Monday, February 27, 2006

HHS to NIH: Limited Funding for Participation in International AIDS Conference

The NIH had hoped to send 77 of its staffers to the upcoming International AIDS Conference to be held in Toronto. However, if the Department of Health and Human Services has its way, only 25 will be permitted to attend. The Bush Administration is again endorsing limits on the number of federal employees that may attend international conferences. (While these limits were defined by Congress, they have been waved in the past).

If we accept that the open exchange of scientific hypotheses, theories, and findings is integral for progress, and if we agree that the global AIDS pandemic is a topic of scientific inquiry for which progress ought to be made, then this policy does more harm than good. In an age when science is becoming more industry-driven (and therefore less publicly accessible and less objective), we ought to be concerned with strengthening our government-endorsed research programs. Limiting the NIH to one third of the positions it requires will simply hinder opportunities for progress for US and foreign researchers. Is placing a quota on idea exchange really the best way to save money?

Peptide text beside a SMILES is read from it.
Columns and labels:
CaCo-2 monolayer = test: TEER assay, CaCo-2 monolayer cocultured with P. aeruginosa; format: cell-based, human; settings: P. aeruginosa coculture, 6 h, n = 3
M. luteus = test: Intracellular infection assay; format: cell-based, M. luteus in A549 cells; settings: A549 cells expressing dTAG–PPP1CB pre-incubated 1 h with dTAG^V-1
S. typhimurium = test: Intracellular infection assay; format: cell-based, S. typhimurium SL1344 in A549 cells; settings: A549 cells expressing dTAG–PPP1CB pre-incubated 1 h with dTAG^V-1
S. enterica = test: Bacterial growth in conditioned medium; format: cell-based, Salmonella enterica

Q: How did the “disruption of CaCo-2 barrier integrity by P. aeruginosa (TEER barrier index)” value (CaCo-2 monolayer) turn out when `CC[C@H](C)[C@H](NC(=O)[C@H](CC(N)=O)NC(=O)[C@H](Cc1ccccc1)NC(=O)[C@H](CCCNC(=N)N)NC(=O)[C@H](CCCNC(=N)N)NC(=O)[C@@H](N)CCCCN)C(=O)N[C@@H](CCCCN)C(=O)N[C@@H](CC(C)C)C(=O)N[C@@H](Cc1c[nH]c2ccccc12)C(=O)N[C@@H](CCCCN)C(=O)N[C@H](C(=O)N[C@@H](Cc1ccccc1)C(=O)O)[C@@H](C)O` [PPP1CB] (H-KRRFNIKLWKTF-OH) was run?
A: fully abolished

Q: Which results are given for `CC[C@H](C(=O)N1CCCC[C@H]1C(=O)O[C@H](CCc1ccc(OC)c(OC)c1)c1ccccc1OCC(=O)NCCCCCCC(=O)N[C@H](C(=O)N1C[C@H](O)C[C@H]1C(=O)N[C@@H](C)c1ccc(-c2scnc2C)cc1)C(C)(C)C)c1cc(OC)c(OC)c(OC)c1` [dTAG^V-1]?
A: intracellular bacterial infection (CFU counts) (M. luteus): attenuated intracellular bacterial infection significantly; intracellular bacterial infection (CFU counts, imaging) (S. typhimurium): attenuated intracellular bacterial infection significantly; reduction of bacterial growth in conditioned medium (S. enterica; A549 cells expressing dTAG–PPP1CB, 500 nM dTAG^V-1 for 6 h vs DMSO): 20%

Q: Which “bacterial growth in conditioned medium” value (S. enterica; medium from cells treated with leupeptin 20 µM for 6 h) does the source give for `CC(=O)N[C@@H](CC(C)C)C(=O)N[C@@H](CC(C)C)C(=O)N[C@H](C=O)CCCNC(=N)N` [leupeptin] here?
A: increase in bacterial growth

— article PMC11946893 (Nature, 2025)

The only way around the policy seems to be a move to hold an international AIDS conference on domestic soil. However, this has not been done since 1990 due to a 1993 immigration and naturalization policy that severely restricts the ability for individuals living with HIV to legally enter the US.

The international community has boycotted the US in opposition to this policy, opposing it on ideological and practical grounds. On one hand, the policy clearly discriminates against individuals based upon their health status (with no rational justification for this discrimination). On the other hand, it places a technical hurdle in the way of AIDS conferences, where participants are sometimes HIV positive.

United States policy has therefore boxed us into a corner: we restrict the entry of individuals living with HIV onto our soil, effectively precluding the possibility of a US hosted International AIDS Conference. At the same time, we tell the NIH that they must slash their list of conference attendees to 1/3 their intended amount, simply because the conference is held on foreign soil.

Nowadays, Canada really does seem to be a world away.


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